He refers to http://eel.is/c++draft/expr.prim.id.unqual#2.sentence-2, of which I was previously unaware, which seems to cover what was previously covered by §5.1.2¶18 in C++11. It says:

"If the entity is a local entity and naming it from outside of an unevaluated operand within the declarative region where the unqualified-id appears would result in some intervening lambda-expression capturing it by copy ([expr.prim.lambda.capture]), the type of the expression is the type of a class member access expression ([expr.ref]) naming the non-static data member that would be declared for such a capture in the closure object of the innermost such intervening lambda-expression."

If I read that passage correctly, it says that "even if decltype doesn't odr-use the identifier, and thus it isn't actually captured, the type of the expression is still as if it had been captured."

So I now believe my previous comment was wrong, and that gcc is wrong both according to C++11 and the current draft.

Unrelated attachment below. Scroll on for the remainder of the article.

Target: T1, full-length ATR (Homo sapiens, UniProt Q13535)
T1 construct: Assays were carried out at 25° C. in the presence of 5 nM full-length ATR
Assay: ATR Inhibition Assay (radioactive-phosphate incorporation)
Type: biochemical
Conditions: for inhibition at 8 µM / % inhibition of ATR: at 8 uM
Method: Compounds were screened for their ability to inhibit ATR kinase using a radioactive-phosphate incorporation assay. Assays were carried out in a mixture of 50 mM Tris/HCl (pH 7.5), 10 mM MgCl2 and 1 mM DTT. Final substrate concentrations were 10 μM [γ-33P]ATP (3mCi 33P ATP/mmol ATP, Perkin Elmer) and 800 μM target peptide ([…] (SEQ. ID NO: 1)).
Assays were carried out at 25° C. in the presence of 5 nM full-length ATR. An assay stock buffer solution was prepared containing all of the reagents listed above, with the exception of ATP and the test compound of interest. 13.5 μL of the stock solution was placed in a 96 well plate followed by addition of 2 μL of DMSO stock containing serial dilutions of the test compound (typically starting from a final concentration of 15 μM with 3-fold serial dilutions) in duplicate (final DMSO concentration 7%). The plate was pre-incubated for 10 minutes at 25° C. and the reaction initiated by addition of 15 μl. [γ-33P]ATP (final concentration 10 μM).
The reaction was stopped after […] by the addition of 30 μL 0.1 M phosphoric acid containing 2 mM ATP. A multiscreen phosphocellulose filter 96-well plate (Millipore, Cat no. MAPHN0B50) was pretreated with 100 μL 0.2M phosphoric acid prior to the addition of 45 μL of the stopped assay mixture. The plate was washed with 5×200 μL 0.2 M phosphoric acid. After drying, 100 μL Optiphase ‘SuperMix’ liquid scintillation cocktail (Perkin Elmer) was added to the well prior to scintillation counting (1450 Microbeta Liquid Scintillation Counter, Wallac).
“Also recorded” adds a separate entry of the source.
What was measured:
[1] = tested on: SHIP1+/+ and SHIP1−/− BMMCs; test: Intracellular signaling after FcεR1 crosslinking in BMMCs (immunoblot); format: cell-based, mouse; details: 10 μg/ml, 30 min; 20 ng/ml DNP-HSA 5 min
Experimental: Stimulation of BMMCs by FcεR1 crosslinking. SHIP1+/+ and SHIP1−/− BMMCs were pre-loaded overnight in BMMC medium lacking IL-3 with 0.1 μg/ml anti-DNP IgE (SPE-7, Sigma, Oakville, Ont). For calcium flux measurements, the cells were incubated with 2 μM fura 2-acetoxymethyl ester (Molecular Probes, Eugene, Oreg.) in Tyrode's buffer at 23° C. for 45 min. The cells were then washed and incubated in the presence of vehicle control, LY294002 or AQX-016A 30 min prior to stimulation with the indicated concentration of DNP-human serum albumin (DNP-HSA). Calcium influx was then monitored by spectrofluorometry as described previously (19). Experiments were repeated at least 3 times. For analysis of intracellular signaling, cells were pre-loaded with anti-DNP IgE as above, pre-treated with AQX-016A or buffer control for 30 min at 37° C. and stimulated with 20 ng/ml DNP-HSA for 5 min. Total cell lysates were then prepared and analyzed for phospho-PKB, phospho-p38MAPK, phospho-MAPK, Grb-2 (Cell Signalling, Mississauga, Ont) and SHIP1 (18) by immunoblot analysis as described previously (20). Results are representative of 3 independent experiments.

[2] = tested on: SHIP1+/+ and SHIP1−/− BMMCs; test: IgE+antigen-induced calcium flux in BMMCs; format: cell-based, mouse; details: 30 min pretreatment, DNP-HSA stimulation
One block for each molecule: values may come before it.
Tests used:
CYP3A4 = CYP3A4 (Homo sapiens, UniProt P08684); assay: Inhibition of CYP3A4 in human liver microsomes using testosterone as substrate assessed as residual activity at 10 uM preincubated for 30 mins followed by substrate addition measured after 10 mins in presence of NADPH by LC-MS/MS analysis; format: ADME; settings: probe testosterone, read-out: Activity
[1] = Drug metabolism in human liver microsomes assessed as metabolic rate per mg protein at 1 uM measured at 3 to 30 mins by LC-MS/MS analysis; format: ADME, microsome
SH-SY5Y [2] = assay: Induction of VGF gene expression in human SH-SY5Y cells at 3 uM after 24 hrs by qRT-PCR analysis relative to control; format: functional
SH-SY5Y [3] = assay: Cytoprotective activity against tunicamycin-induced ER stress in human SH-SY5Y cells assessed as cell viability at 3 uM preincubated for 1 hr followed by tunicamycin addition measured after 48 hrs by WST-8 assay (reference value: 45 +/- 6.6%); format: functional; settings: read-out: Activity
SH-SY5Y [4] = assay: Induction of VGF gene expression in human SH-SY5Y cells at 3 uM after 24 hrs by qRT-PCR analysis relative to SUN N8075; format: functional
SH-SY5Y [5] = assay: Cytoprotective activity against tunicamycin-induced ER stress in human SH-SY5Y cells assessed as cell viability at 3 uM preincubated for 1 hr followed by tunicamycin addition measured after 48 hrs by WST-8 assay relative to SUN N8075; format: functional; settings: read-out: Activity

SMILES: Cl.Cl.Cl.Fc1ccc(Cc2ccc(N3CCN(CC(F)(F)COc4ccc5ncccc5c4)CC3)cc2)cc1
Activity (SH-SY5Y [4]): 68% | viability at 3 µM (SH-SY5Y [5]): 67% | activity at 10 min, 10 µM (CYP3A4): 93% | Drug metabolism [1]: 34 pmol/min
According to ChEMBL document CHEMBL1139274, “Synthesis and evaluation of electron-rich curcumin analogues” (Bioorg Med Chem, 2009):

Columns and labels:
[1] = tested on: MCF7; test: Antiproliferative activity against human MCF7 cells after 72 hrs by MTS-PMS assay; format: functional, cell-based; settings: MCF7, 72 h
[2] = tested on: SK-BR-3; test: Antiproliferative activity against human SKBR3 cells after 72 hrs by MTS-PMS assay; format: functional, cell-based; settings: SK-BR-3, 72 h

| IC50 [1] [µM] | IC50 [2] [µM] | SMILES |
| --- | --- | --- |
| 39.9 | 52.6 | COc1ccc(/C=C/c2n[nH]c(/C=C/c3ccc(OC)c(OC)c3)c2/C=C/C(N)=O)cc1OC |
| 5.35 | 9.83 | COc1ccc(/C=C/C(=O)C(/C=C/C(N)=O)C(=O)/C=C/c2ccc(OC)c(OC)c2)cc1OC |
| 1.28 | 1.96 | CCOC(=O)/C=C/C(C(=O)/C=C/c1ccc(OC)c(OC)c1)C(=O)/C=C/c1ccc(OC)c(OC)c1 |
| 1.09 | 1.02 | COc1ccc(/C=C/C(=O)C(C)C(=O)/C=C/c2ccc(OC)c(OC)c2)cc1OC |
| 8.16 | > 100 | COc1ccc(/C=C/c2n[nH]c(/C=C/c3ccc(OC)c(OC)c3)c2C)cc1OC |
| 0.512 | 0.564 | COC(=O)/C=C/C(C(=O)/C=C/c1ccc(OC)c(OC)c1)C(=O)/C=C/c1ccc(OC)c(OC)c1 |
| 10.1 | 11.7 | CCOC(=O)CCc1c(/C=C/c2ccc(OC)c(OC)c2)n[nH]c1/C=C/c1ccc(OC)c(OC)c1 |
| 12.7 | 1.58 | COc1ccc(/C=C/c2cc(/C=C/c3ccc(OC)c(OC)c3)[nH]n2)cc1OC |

Comment 5 Andrew Pinski 2021-08-12 21:44:21 UTC
*** Bug 99152 has been marked as a duplicate of this bug. ***
Comment 6 Andrew Pinski 2021-08-12 21:46:33 UTC
Confirmed.
A simplier compile time testcase from PR 99152:

void f() {
  float x, &r = x;
  auto l = [=] () {
    static_assert(std::is_same_v<decltype(x), float>);
    static_assert(std::is_same_v<decltype((x)), const float&>);
    static_assert(std::is_same_v<decltype(r), float&>);

    // fails, decltype((r)) is float&
    static_assert(std::is_same_v<decltype((r)), const float&>);
  };
}
Comment 7 Andrew Pinski 2021-08-12 22:57:53 UTC
Dup of bug 63192.

*** This bug has been marked as a duplicate of bug 63192 ***